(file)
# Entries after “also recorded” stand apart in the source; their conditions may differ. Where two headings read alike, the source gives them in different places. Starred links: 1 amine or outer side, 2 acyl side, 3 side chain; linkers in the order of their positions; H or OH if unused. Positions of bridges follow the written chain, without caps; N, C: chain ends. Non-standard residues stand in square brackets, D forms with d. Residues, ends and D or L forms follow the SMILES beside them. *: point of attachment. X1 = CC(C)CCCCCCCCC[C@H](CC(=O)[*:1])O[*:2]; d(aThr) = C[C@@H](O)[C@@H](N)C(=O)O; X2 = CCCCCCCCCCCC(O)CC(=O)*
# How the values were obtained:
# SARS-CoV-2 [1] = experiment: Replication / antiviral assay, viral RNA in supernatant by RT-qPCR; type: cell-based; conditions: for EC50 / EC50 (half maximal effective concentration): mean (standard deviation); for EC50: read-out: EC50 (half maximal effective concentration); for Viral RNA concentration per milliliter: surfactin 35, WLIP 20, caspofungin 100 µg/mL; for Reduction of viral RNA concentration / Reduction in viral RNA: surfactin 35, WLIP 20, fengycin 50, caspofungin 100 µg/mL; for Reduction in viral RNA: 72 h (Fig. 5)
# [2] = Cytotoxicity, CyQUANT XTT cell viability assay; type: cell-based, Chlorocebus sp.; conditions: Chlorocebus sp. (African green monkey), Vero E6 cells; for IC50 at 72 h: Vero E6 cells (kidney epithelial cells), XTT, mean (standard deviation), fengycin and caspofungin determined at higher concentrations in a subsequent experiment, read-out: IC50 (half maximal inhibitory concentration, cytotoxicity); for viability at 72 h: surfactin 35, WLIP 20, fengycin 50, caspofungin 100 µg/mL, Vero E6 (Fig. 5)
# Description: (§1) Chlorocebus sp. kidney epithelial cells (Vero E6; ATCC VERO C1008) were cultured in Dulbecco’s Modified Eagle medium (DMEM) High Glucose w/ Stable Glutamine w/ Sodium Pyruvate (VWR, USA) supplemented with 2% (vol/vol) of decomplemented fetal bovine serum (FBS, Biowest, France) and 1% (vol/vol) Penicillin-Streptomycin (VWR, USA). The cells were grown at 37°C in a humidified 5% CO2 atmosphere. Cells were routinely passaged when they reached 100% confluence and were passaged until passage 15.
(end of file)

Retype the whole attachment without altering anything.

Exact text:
# Entries after “also recorded” stand apart in the source; their conditions may differ. Where two headings read alike, the source gives them in different places. Starred links: 1 amine or outer side, 2 acyl side, 3 side chain; linkers in the order of their positions; H or OH if unused. Positions of bridges follow the written chain, without caps; N, C: chain ends. Non-standard residues stand in square brackets, D forms with d. Residues, ends and D or L forms follow the SMILES beside them. *: point of attachment. X1 = CC(C)CCCCCCCCC[C@H](CC(=O)[*:1])O[*:2]; d(aThr) = C[C@@H](O)[C@@H](N)C(=O)O; X2 = CCCCCCCCCCCC(O)CC(=O)*
# How the values were obtained:
# SARS-CoV-2 [1] = experiment: Replication / antiviral assay, viral RNA in supernatant by RT-qPCR; type: cell-based; conditions: for EC50 / EC50 (half maximal effective concentration): mean (standard deviation); for EC50: read-out: EC50 (half maximal effective concentration); for Viral RNA concentration per milliliter: surfactin 35, WLIP 20, caspofungin 100 µg/mL; for Reduction of viral RNA concentration / Reduction in viral RNA: surfactin 35, WLIP 20, fengycin 50, caspofungin 100 µg/mL; for Reduction in viral RNA: 72 h (Fig. 5)
# [2] = Cytotoxicity, CyQUANT XTT cell viability assay; type: cell-based, Chlorocebus sp.; conditions: Chlorocebus sp. (African green monkey), Vero E6 cells; for IC50 at 72 h: Vero E6 cells (kidney epithelial cells), XTT, mean (standard deviation), fengycin and caspofungin determined at higher concentrations in a subsequent experiment, read-out: IC50 (half maximal inhibitory concentration, cytotoxicity); for viability at 72 h: surfactin 35, WLIP 20, fengycin 50, caspofungin 100 µg/mL, Vero E6 (Fig. 5)
# Description: (§1) Chlorocebus sp. kidney epithelial cells (Vero E6; ATCC VERO C1008) were cultured in Dulbecco’s Modified Eagle medium (DMEM) High Glucose w/ Stable Glutamine w/ Sodium Pyruvate (VWR, USA) supplemented with 2% (vol/vol) of decomplemented fetal bovine serum (FBS, Biowest, France) and 1% (vol/vol) Penicillin-Streptomycin (VWR, USA). The cells were grown at 37°C in a humidified 5% CO2 atmosphere. Cells were routinely passaged when they reached 100% confluence and were passaged until passage 15.